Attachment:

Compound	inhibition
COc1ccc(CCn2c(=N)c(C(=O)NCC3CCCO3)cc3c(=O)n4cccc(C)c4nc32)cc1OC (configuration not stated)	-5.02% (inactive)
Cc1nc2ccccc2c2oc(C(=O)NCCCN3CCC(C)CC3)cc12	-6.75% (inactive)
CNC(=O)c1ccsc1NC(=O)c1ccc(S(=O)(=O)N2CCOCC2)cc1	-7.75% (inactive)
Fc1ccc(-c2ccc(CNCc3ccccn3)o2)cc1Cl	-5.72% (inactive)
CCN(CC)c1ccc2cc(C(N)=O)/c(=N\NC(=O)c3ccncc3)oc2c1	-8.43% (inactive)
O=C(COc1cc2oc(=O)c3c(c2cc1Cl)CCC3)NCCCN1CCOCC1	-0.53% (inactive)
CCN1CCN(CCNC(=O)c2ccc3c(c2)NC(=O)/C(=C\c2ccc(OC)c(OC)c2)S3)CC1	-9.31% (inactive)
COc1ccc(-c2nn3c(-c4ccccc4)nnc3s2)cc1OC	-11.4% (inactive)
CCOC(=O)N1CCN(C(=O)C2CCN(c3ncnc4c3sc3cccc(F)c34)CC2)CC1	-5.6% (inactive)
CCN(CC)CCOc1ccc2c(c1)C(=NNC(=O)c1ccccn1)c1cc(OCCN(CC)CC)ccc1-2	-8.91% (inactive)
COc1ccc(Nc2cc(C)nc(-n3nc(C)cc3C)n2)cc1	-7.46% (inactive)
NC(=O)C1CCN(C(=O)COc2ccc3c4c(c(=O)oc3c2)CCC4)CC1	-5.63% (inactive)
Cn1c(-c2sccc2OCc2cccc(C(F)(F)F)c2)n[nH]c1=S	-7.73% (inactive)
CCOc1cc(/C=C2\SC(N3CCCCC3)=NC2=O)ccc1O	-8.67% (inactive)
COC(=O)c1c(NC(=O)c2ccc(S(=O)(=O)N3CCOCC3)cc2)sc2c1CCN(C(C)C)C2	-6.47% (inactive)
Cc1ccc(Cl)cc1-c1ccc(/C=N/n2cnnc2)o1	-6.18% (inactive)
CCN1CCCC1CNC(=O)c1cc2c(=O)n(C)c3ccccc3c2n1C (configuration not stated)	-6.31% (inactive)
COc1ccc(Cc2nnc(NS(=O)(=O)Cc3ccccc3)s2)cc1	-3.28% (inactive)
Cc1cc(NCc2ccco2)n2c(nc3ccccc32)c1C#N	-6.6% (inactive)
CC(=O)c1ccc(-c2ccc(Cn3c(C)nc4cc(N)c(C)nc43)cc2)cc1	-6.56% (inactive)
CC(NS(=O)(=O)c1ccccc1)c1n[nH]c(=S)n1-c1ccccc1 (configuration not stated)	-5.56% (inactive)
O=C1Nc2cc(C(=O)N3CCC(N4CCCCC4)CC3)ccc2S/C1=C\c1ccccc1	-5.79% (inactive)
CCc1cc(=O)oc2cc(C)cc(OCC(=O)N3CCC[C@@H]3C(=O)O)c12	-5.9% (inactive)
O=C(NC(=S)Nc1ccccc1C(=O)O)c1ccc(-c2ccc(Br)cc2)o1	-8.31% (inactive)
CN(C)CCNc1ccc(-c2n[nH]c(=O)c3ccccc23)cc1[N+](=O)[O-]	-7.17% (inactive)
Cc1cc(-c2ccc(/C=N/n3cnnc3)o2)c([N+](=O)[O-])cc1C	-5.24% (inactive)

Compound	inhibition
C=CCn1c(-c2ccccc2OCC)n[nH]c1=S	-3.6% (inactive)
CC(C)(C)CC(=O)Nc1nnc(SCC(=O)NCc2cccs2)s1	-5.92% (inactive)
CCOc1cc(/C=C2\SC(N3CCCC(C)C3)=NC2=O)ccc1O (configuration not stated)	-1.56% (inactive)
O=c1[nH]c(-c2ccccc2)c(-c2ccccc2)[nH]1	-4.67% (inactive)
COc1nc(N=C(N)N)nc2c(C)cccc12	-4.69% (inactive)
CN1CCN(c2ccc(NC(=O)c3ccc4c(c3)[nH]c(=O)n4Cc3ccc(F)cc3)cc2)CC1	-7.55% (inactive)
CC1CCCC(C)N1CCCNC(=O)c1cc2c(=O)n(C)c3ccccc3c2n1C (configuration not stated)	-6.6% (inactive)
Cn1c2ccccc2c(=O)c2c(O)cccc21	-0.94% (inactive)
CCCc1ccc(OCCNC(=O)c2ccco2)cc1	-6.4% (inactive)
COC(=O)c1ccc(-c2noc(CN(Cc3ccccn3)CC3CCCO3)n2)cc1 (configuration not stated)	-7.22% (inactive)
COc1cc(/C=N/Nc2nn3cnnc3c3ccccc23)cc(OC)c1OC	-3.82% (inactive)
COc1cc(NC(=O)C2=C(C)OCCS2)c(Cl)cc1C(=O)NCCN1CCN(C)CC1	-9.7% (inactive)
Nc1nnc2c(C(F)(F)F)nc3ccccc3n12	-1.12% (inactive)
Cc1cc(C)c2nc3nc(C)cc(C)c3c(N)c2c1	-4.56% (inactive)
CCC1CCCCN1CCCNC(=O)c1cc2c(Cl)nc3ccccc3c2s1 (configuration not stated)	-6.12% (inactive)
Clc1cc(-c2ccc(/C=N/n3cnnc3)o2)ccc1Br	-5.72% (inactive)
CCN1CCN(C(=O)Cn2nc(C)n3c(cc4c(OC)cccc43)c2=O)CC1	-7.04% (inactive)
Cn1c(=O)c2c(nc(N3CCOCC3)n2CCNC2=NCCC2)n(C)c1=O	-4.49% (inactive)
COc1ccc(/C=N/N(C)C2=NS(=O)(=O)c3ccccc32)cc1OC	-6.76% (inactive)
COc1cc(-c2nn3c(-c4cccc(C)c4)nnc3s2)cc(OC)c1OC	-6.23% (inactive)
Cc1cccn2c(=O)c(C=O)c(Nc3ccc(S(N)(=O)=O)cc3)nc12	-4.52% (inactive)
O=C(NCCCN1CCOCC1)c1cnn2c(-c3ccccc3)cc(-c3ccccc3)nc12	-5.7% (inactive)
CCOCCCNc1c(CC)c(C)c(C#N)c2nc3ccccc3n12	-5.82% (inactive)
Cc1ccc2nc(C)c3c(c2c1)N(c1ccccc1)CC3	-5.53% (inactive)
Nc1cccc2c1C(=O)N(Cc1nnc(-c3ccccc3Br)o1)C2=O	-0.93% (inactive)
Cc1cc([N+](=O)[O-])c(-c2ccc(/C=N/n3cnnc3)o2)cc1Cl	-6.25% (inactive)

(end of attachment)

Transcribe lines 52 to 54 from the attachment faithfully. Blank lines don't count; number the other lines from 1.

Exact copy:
Cc1ccc2nc(C)c3c(c2c1)N(c1ccccc1)CC3	-5.53% (inactive)
Nc1cccc2c1C(=O)N(Cc1nnc(-c3ccccc3Br)o1)C2=O	-0.93% (inactive)
Cc1cc([N+](=O)[O-])c(-c2ccc(/C=N/n3cnnc3)o2)cc1Cl	-6.25% (inactive)